We are deeply saddened and grieve the loss of Justice Ruth Bader Ginsburg, a fearless champion and brilliant jurist who dedicated her life to fighting for gender equality and providing equal treatment to all under the law. She is an inspiration to us in her steadfast belief that the power of the law can and should be used to help drive necessary social change. Her philosophy paved the way for our work as a gender justice legal organization in many ways, including in her important recognition that discrimination against women hurts everyone in society and that supporting male caregivers is critical to supporting all families.
Judge Paul Oetken of the Southern District of New York issued a decision striking down key regulatory restrictions on the ability of workers to use their emergency paid leave under the Families First Coronavirus Response Act. The decision comes in response to a lawsuit filed by the New York Attorney General’s office challenging elements of the Department of Labor’s regulations that significantly impair the ability of workers to use their rights. As the New York Attorney General remarked on Twitter of this decision, “This is a major victory for workers across New York and our entire nation.”
July 26th marked 30 years of the Americans with Disabilities Act (ADA)—a groundbreaking law prohibiting discrimination against individuals with disabilities in employment, housing, and public spaces. Since its passage, the ADA has led to transformative changes in our workplaces and communities. Critically, the law guarantees workers with disabilities a right to the reasonable accommodations they need to stay healthy and working. Unfortunately, too many workers have been unable to access the protections they are legally entitled to under the ADA.
With many schools, camps, and child care facilities closed, millions of parents are left making impossible choices between raising their kids and earning a paycheck. This is not an individual issue. This is a systemic issue. And Congress must act now to put systems in place to support working parents.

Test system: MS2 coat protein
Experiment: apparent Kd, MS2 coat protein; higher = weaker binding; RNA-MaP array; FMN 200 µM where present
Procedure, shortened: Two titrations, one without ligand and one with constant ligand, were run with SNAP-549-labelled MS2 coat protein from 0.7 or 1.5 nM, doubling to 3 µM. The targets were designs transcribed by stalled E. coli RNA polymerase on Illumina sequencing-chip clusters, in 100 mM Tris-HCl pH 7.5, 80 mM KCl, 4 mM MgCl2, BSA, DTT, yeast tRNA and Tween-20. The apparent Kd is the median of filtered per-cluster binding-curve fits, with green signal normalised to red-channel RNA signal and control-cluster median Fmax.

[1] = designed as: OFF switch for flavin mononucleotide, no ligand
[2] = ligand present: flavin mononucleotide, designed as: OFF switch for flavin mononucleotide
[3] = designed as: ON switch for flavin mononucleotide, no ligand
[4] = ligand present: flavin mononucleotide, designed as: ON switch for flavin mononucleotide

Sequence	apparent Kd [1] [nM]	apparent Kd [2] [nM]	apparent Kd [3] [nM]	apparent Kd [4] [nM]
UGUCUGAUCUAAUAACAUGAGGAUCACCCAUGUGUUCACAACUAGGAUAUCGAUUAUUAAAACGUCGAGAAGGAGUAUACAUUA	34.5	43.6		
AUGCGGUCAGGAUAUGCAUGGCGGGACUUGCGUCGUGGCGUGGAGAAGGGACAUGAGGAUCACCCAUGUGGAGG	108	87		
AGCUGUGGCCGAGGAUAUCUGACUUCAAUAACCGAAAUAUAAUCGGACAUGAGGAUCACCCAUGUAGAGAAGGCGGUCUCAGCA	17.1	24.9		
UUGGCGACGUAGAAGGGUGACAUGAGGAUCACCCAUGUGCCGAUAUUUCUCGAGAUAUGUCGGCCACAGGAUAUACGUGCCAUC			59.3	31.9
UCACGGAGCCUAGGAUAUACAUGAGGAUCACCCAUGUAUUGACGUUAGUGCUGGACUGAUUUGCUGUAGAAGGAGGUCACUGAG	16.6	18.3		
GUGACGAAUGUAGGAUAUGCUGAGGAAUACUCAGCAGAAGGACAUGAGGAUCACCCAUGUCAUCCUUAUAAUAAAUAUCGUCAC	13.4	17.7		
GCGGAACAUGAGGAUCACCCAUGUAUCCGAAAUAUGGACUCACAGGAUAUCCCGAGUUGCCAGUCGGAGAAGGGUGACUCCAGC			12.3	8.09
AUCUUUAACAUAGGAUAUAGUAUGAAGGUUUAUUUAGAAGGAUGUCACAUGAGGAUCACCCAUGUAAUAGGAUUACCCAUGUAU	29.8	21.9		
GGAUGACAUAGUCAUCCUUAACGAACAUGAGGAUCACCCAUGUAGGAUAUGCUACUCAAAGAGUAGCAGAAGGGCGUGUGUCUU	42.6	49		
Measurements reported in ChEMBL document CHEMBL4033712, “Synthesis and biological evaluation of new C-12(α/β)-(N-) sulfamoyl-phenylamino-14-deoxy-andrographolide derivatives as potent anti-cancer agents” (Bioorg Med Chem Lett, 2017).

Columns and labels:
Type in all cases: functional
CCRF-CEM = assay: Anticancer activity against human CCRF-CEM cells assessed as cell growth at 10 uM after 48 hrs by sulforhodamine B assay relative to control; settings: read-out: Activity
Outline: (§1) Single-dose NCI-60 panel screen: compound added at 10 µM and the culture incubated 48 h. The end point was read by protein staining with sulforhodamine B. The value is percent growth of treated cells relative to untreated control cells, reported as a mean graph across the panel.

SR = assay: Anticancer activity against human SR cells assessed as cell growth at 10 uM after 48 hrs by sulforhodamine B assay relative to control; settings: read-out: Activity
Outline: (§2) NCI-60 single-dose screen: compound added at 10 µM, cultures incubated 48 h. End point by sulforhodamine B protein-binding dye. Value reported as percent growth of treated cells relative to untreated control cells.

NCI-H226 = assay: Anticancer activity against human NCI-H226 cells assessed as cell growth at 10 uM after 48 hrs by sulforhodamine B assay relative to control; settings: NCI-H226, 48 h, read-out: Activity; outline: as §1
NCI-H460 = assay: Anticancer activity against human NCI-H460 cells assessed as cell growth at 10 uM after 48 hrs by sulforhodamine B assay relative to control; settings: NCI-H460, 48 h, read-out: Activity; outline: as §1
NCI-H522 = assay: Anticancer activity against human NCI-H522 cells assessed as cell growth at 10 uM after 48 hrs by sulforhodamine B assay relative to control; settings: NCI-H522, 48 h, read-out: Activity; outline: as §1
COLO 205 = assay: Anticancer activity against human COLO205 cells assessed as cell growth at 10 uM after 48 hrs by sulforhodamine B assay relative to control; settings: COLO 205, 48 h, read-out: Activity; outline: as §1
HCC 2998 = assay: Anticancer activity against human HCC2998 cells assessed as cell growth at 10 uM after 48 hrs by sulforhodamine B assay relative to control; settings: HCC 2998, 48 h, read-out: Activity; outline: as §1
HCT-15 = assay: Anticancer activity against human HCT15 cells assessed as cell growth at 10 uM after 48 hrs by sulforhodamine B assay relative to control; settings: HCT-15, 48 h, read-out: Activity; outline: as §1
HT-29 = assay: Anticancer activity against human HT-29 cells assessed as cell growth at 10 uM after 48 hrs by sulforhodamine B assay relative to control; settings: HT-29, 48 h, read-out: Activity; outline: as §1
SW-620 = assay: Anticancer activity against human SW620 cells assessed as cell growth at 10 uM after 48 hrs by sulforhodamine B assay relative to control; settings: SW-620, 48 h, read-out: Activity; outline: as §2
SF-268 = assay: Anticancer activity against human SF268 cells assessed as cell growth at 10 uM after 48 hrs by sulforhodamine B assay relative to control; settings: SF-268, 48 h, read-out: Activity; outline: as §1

In reaching this decision, the Court adhered to its precedent, having found a nearly identical Texas law unconstitutional in the 2016 case, Whole Woman’s Health v. Hellerstedt. This case is undoubtedly a victory, ensuring that those most impacted by these bans including low-income women, women of color, trans & non-binary people of color, and those in rural communities will retain access to critical services, but also serves as a reminder that we were only one vote away from precedent being overturned. More than that, attacks on reproductive health remain rampant.
June 19th marks the day in 1865 that Major General Granger arrived in Galveston, Texas with the news that enslaved people in the U.S. were freed, two and a half years after President Abraham Lincoln had issued his Emancipation Proclamation in 1863. Juneteenth has since become a popular annual day of reflection and a celebration of freedom and resilience within the African American community, particularly across the South.
A Better Balance is saddened and outraged by the ongoing, racist police and vigilante violence against Black people across the country, and we join Black leaders nationwide in demanding justice and meaningful reform. As we mourn for the lives of George Floyd, Breonna Taylor, Ahmaud Arbery, Tony McDade, and so many others, we join over 400 other organizations in calling on Congress to address the police killings and violence against Black people, and to swiftly pass meaningful police reform legislation.
In the midst of COVID-19, pregnant workers and new moms, especially those on the front lines or returning to workplaces as states re-open — deserve more than our gratitude this Mother's Day. They deserve better laws and policies, and, importantly, they need to feel empowered to advocate for their needs and rights. That’s why, day in and day out, we are supporting countless pregnant women and new moms facing uncertainty and fear as the pandemic rages by listening, taking action, and empowering workers to know their rights.
You're invited! Please join A Better Balance Co-Presidents Dina Bakst and Sherry Leiwant, with special guest U.S. Sen. Kirsten Gillibrand, for a discussion of today's legal landscape for workers and families and the critical next steps we must take to ensure their protection, both during this crisis and beyond.
As the way we work continues to evolve, the number of people working in ways that do not fit within traditional employer/employee frameworks is likely to grow. Yet our laws have not caught up. As the way we work continues to evolve, the number of people working in ways that do not fit within traditional employer/employee frameworks is likely to grow. Yet our laws have not caught up. Though legislation has been introduced to extend additional coverage, the leading federal employment antidiscrimination law, Title VII, does not apply to independent contractors.